When I create new window/pane in tmux, for example via tmux neww or keybindings prefix+c, prefix+% etc, the new pane gets working directory the same as previous pane, but with dereferenced symbolic links in path.

For example, if I am at


where my-link -> /mnt/user/, i got to


Explicitly passing new directory to tmux does not work either:

tmux neww -c $(pwd)

Can I disable such dereferencing? I think I can write a workaround via tmux environment variables, but I want a clearer solution.

I am running tmux 1.8 from repos on Ubuntu 14.04.

6 Answers 6


This behavior cannot be disabled, and it seems it is not even possible to implement this feature in tmux (source).

In Linux the working directory of a process is always tracked as the actual directory (with symlinks resolved). You can see this by issuing ls -l /proc/self/cwd in the directory /home/user/my-link/a, it will show that the current working directory is actually /mnt/user/a. The reason for this is probably for not running into trouble when the symlink is deleted (or even changed) while a process is in that directory.

The feature that your shell shows you /home/user/my-link/a as working directory is implemented completely in the shell itself. It keeps track of it in the pwd environment variable, but tmux cannot access environment variables of subprocesses.

The easiest way I have found to create a new window as you would like to is

tmux neww "cd $(pwd); exec $SHELL"
  • I thought that there were problems in access. Thanks for detailed answer and good solution! Oct 11, 2015 at 15:29
  • And that neww... cannot be bound to a key? Oct 11, 2015 at 15:37
  • I don't think so, it needs to be executed within the shell of the current window, not by tmux itself. You can assign an alias of course to make it shorter. Oct 11, 2015 at 16:15
  • Ok. I will try tmux variable hack I used once. Oct 11, 2015 at 16:37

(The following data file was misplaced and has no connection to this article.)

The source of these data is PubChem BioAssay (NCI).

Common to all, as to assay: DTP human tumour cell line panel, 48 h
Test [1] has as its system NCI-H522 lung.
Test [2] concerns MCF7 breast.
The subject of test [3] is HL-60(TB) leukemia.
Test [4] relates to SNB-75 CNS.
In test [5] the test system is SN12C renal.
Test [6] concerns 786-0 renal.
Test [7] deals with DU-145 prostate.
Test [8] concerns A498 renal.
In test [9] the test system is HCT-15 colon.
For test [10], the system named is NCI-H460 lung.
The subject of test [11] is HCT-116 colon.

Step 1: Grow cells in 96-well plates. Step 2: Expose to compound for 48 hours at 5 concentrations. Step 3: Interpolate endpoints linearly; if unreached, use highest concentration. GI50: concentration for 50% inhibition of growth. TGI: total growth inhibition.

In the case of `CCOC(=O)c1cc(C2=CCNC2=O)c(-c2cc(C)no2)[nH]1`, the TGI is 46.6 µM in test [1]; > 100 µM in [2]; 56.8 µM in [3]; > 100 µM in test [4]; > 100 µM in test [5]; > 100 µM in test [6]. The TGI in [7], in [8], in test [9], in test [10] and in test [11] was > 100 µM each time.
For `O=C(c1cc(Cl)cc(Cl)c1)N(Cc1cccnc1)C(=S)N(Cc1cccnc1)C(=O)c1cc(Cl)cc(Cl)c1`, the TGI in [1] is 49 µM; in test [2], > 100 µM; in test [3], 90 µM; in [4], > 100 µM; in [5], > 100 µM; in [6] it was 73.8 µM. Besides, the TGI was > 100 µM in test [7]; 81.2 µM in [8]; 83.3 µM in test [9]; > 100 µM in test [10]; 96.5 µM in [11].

In addition to Philipp's answer, there's a way to work around the runtime substitution problem. You just need to take care that every time you change the directory the global tmux variable PWD is updated with $PWD. In your .bashrc:

mycd() {
  \cd "$@"
  [ -n "$TMUX" ] && tmux set-environment -g PWD $PWD
alias cd=mycd

In your .tmux.conf:

bind-key C-n new-window
  • This has the problem that the value always points to the last directory across all windows one cd'ed into, so in the new window you might end up in a different directory than the current window if you have multiple windows open. Oct 12, 2015 at 5:37
  • It will also work without the -g switch. Could you confirm?
    – yacc
    Oct 12, 2015 at 6:00
  • That's actually the way I am already using (i.e. "I think I can write a workaround via tmux environment variables, but I want a clearer solution."). Oct 12, 2015 at 8:06
  • Oh, no, it's actually shorter because I missed PWD variable in tmux. Beautiful! Oct 12, 2015 at 8:07
  • 1
    @PhilippWendler it will work almost perfect, if you set PWD in prompt code. Because I already have heavy prompt one assignment there will not be too much. What I think to solve all problems is actually to rebind neww to 1. assing some var $PWD of that pane 2. do neww Oct 12, 2015 at 8:12

Summaring all answers and comments from Philipp Wendler and Yacc, I came up with solution that works perfectly for me. I should mension that it uses some tricks on my machine, so they should be used carefully.

It was shown that tmux can't solve problem on it's own, we need some tricks.

First, make that every pane describe it's path in tmux variable TMUX_<pane-id>_PATH. That could be done via aliasing cd or prompt code (I am using that), it doesn't matter:

# get $pane set to pane id without %
tmux set-environment TMUX_"$pane"_PATH $(pwd)

Second, have in path script tmux-neww.sh. It sets NEWW variable to current real path's way. It gets current pane-id as a param:

pane=$(echo "$1" | tr -d '%')
pane_path=$(tmux show-environment TMUX_"$pane"_PATH | sed 's/^[^=]*=//g')
tmux set-environment NEWW "$pane_path"
tmux neww

Third, in tmux.conf:

bind C \
    run "tmux-neww.sh #{pane_id}"

Forth, I have in bash.bashrc test, if shell is being run in tmux. If so, it makes some changes (i.e. adds some variables that my heavy prompt will send some data to tmux variables). Here it tests, if NEWW is set:

neww=$(tmux show-environment NEWW 2> /dev/null | sed 's/^[^=]*=//')
if [ "$neww" != "-NEWW" ] && [ "$neww" != "" ] ; then
    cd "$neww"
tmux set-environment -r NEWW

That may be overwhelming, but works OK.

  • 1
    this will be helpful for others, upped it to refund some of your bounty
    – yacc
    Oct 12, 2015 at 20:10

For fish shell users.